Gen-X And Baby Boomers: Long-Term Experience Is Just What These Gigs Require


Date: May 30, 2019


Author:  Sheila Callaham

Love it or hate it, the gig economy is changing the way people work around the world. According to Deloitte’s 2019 Global Human Capital Trends report, contract, freelance and gig employment or alternative work have become mainstream. Essentially, any worker engaging in independent work in any capacity—online or offline, with regular or occasional participation, and for primary or supplemental earnings, is a gig worker. Not surprisingly, talent networks offering alternative working opportunities are experiencing growing memberships and increasing revenue.

While the perception of the gig economy may skew toward delivery or ride sharing, these lower-skilled, lower-paid opportunities account for only half of alternative work. There are plenty of platforms seeking highly skilled, freelance talent with at least 20 years or more of experience. Companies like Your Encore, Tatum, Cerius Enterprises and Business Talent Group specialize in executive-level expertise for interim needs or consulting services.

Patina Solutions, a company nearing its tenth year, has a talent database of more than 24,000 professionals, most of whom are older than 50 and have 20 years or more of experience. Offering executives on demand, Patina Solutions’ revenue has grown to $32 million annually. Servicing corporate clients in 13 metro areas including New York, Chicago, Boston, Detroit and Tampa, Patina Solutions matches talent to fill short-term, interim and long-term talent needs across multiple functions and industries.

Deb Seeger, senior vice president and co-founder of Patina Solutions.

“Interim leadership is a spot-on career option for professionals who want to use all the experience, skills, knowledge and abilities they’ve built throughout their careers to help companies be faster, better and smarter, while having more flexibility to do the things they want to do, when they want to do them,” said Deb Seeger, senior vice president and cofounder of Patina Solutions. “Every day I work with seasoned and accomplished professionals who have years of experience in their field and want to work differently at this stage of their career. That’s what makes a great gig.”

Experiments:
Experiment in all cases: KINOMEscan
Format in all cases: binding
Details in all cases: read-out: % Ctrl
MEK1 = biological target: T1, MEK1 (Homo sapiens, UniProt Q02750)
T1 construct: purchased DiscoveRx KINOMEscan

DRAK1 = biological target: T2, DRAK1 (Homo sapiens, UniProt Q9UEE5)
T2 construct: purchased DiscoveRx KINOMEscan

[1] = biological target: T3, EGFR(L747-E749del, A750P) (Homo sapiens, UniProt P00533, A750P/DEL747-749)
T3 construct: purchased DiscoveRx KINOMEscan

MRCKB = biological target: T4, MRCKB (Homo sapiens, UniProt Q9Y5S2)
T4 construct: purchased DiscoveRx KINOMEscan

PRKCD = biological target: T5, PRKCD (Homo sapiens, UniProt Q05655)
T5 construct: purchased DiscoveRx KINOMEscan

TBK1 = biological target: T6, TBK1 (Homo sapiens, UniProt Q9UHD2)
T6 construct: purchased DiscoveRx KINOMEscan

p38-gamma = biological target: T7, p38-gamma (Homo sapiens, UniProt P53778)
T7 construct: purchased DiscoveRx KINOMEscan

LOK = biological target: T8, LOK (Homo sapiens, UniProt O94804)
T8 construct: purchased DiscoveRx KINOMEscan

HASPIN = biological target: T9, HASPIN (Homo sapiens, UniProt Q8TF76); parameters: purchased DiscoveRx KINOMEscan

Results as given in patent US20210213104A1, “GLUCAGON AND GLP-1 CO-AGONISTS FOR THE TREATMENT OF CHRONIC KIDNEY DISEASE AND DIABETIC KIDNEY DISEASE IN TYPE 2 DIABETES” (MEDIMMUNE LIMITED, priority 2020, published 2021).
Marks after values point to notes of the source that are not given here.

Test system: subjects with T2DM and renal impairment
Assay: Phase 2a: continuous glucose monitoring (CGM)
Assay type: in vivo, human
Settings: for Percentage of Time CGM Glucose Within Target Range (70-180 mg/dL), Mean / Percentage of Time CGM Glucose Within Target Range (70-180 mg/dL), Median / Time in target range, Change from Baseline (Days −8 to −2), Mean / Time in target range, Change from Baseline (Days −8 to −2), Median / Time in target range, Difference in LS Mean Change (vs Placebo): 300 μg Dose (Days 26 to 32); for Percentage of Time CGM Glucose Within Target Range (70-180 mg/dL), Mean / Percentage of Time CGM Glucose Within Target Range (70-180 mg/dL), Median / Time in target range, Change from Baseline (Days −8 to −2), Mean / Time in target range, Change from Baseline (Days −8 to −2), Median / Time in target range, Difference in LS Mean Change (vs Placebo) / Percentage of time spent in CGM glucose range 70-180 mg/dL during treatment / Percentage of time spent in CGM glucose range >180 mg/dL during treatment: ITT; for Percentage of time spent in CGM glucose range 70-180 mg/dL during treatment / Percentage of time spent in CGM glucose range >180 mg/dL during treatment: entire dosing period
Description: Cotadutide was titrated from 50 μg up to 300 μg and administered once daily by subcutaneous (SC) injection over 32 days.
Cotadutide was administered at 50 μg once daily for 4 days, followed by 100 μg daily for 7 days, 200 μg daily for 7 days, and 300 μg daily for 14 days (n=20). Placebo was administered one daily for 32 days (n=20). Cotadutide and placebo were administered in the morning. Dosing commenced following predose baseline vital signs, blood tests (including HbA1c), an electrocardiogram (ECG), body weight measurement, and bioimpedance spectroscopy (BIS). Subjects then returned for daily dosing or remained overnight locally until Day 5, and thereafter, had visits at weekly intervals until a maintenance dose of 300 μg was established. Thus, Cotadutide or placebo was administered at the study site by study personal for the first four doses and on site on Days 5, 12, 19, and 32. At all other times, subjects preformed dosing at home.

A unique spin to the Patina model is a member-only community referred to as Patina Nation where members have access to resources often unavailable to independent workers. Mike Harris, cofounder and CEO, explained that creating Patina Nation was a strategy to engage the vast talent pool.

“We have more talent than we could ever possibly need, and creating a resource-rich community seemed like a great way to add value.” Patina Nation offers both free and paid benefits including group health insurance, 401(k), communities of practice and professional development. Many of the offerings are a direct result of membership surveys. The top request, according to Harris, was the desire to feel more connected with others, given how isolated solopreneurship can feel.

Opportunities at Patina are typically onsite and often involve back filling high-level roles unexpectedly vacated. Other times, it’s to manage a newly created project because the organization doesn’t have the resource to staff it. “We continue to see good, strong demand from this business model. After all, businesses have to keep the trains running on time, and they need highly qualified people to do it,” said Harris. “We act more like a professional services and consulting firm yet members, who can join the community for free, are still independent and do not have to be exclusive to us.”

Mike Harris, co-founder and CEO of Patina Solutions.

Corporate executives worldwide recognize that the rise of alternative working arrangements will have a significant impact on their workforce according to a 2018 survey of 6,500 executives, conducted by BCG in partnership with Harvard Business School’s Managing the Future of Work Initiative. Almost 40% said they expected to see an increase in the use of freelance talent in the next five years and 50% agreed that the adoption of gig platforms would be a significant or highly significant trend.

These results are consistent with research published in May 2018, by SAP Fieldglass, a provider of cloud-based external workforce management solutions, conducted in collaboration with Oxford Economics. Of the 800 global senior executives surveyed, 38% were using on-demand, online marketplaces to source freelance talent. Moreover, the study predicted that companies’ adoption of these platforms would nearly double in three years.

For those who doubted, it’s becoming clear that gig is here to stay.

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